October 23 — October 30
Love is Strange
|Sat - Sun||2:00||5:00||7:00|
|Mon - Thurs||5:30|
Unless otherwise noted, films begin on Friday and run through the next Thursday.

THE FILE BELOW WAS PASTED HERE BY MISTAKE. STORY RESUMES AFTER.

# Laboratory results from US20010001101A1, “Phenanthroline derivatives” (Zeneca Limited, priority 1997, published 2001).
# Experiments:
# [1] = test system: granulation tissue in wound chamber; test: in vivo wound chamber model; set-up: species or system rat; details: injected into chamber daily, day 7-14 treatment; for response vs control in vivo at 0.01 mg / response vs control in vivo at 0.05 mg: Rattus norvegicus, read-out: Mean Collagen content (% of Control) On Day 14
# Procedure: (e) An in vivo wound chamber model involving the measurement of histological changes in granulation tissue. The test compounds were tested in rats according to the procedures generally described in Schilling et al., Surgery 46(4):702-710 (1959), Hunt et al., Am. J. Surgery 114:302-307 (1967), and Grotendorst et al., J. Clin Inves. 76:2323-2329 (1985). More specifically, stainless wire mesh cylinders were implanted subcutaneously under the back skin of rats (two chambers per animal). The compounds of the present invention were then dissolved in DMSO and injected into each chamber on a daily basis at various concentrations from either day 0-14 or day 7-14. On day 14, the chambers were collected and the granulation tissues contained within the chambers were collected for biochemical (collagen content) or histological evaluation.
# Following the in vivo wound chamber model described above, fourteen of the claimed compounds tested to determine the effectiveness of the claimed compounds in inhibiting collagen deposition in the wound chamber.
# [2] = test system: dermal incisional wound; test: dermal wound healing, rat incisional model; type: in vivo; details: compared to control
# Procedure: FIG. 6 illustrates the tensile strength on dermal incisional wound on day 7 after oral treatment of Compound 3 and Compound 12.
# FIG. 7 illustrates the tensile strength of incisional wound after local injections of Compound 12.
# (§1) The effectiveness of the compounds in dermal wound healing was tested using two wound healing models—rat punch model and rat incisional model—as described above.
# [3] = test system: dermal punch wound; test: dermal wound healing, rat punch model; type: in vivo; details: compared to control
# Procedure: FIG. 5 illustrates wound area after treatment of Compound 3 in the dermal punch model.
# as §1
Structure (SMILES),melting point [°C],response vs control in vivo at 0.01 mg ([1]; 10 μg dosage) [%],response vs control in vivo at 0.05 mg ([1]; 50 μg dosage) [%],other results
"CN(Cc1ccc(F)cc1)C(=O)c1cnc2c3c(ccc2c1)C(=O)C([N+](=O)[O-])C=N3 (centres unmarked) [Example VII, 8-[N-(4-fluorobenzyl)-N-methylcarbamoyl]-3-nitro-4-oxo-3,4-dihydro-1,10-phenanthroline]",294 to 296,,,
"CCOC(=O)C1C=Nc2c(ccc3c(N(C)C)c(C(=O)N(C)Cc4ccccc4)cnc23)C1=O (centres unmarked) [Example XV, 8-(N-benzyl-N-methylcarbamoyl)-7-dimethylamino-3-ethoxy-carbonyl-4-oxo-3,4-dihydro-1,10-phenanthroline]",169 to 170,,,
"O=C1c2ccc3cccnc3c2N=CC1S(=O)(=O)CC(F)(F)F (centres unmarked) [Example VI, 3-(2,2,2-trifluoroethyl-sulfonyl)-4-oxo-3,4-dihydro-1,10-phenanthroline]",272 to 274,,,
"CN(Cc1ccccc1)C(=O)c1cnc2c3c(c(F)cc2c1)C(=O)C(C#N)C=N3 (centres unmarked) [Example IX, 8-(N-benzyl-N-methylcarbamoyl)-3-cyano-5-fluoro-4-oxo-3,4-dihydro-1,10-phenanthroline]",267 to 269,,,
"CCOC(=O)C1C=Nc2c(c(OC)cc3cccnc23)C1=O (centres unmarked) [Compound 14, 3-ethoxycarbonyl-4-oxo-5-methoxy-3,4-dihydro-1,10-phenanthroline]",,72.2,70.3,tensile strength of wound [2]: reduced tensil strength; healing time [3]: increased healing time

Several critics, including Jesse Cataldo, writing for Slant, and Lane Scarberry, writing for Sight on Sound, have noted how this poignant, absorbing drama from director Ira Sachs contains uncanny echoes of the Leo McCarey-directed Make Way for Tomorrow. That 1937 classic dealt with the tribulations of an elderly married couple whose financial difficulties force them to live apart, each staying with different grown-up children who cannot afford to support both parents under the same roof; their relationships with their kids become strained, and their separation causes them much unhappiness. In addition to being one of the first films that dealt sensitively with the economic plight of the elderly, Make Way for Tomorrow was a subtle but pointed commentary on how the Depression of the ’30’s was starting to undermine the traditional bonds of family and marriage, especially for older Americans. The plot of Love Is Strange is oddly, disconcertingly similar: here, a longtime (but unmarried) couple faces great hardships when one of them is unfairly fired from his job, causing them to lose their Manhattan apartment and separate as each is forced to live with younger relatives or friends, all while trying to find an affordable, permanent place to live. The major difference is that Ben (John Lithgow) and George (Alfred Molina) are gay—it was George who, as choir teacher at a Catholic school, was dismissed when his homosexuality became known. Family and friends do their best to help them out. Sachs demonstrates quite convincingly how one act of institutionalized bigotry results in severe economic repercussions for several people, not just the person discriminated against. More heartbreaking than this injustice, though, is the strain on the couple’s relationship when their formerly idyllic lives are disrupted. Lithgow and Molina are excellent, effortlessly conveying the familiarity of partners who have been together for 39 years (ironically, it is shortly before they’d hoped to get married that George is fired). Their interplay is gentle and low-key; both actors are genuinely affectionate and at least initially have that rather complacent air of couples who know they’re in love because they’ve been in love for so long. Their love gets tested by forces beyond their control—but this might also be the crucible that makes their relationship even stronger. At first, though, the situation seems like a nightmare: Ben will eventually end up staying with his nephew Elliot (Darren Burrows), his wife Kate (Marisa Tomei), and teenage son Joey (Charlie Tahan) in a claustrophobic Brooklyn loft; George is taken in by sympathetic, much younger neighbors (also gay), but their constantly partying life-style is wrecking his sanity, though he struggles not to be a burden or insult their generosity. Part of the reason these scenes of Ben and George apart are so sad is that the actors have such lovely chemistry together. More often, we see couples fall in love and we’re to assume they live happily ever after; it’s the rare film that focuses on two people (gay or straight) who have loved each other a long time, experienced the ups and downs of a long-term relationship, and remain as deeply devoted as Ben and George. Love Is Strange, despite its serious subject matter, is at heart a mature, affecting love story. Director Sachs and his co-writer Mauricio Zacharias have created a film about the effects of homophobia without focusing on it directly: when George is fired, it’s at the command of higher authorities in the church, not his immediate superior. This is true to life: in many cases, prejudice is wielded by those in power who are far removed from its results—it’s often middle managers carrying out the discriminatory practices of those at the top. The film is also realistic in its depiction of the couple’s family and friends, who are mostly kind, decent, and seemingly non-judgmental, but whose actions are also colored by self-interest and a certain lack of empathy and understanding. Few of the supporting characters are true villains. In Ben’s case, we see the stressful effect his chattering presence has on his nephew’s family. They try to do the right thing but it’s clear that Ben annoys them, and they can’t quite understand why he misses George so much—that’s the limit of their empathy. Some critics have carped that Ben and George are limiting their options by trying to find a place to live together in New York City, that they should accept another relative’s offer to live in Poughkeepsie. That’s a cultural quirk which is difficult for outsiders to understand: many New Yorkers are so attached to the city that they really can’t live outside that environment. Everything else is alien to them. Living outside the Big Apple would be as intimidating as it might be for an older, native Kansan to suddenly move from Manhattan, Kansas, to Manhattan, New York. It’s a scary idea. And besides, Sachs feels that Ben and George deserve some dignity; they can’t fight George’s unfair dismissal legally because he worked for a private school, but they can take a stand and refuse to be forced out of their own city. That would be a little too melodramatic. Ben and George may be in a sad situation but they’re not martyrs; they discover the inner strength to cope. The real message of the film is not that gays are capable of love—one hopes this is widely accepted already—but that gay couples can feel the loss of separation as acutely as straights. It seems like a simple idea, but the film demonstrates how much it’s taken for granted and ignored. Bolstered by two fantastic performances from Lithgow and Molina, Love Is Strange is a mature, emotionally wrenching film that straight or gay moviegoers will appreciate and respond to.